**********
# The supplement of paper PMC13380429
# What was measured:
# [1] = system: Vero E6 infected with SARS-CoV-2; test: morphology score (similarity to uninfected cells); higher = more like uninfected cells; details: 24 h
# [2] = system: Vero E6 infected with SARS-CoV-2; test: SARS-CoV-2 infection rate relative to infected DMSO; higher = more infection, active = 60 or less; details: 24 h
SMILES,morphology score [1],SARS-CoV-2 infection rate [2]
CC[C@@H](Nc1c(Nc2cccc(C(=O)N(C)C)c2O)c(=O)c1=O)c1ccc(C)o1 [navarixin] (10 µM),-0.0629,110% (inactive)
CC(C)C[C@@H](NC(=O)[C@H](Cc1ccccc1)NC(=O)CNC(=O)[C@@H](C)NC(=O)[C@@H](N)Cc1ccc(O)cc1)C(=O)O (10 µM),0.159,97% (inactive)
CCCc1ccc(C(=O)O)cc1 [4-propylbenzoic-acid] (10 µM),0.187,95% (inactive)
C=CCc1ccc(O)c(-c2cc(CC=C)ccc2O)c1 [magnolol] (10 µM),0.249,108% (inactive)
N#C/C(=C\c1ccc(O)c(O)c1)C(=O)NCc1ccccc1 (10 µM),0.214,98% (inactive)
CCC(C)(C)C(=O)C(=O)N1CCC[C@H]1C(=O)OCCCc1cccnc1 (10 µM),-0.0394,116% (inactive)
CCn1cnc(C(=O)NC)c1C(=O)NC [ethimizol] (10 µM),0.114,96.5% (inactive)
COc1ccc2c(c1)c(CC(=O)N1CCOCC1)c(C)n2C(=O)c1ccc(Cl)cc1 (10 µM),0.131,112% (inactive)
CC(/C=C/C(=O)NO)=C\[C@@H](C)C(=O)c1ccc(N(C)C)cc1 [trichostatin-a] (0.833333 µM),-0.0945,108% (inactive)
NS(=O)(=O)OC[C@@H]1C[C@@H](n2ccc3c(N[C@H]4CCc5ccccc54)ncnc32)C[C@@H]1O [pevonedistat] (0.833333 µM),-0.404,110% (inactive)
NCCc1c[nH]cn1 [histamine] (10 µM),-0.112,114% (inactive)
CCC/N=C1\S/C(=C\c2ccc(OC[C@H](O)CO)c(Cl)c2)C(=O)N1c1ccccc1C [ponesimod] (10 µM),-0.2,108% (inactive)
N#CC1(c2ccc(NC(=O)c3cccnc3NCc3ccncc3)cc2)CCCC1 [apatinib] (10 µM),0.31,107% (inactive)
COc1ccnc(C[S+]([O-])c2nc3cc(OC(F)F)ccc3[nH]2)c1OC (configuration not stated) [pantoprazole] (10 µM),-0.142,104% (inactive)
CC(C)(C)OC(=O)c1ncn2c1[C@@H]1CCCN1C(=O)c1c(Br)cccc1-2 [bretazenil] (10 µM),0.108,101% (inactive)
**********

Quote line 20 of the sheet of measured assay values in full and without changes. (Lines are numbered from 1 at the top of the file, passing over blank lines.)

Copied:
CC(C)(C)OC(=O)c1ncn2c1[C@@H]1CCCN1C(=O)c1c(Br)cccc1-2 [bretazenil] (10 µM),0.108,101% (inactive)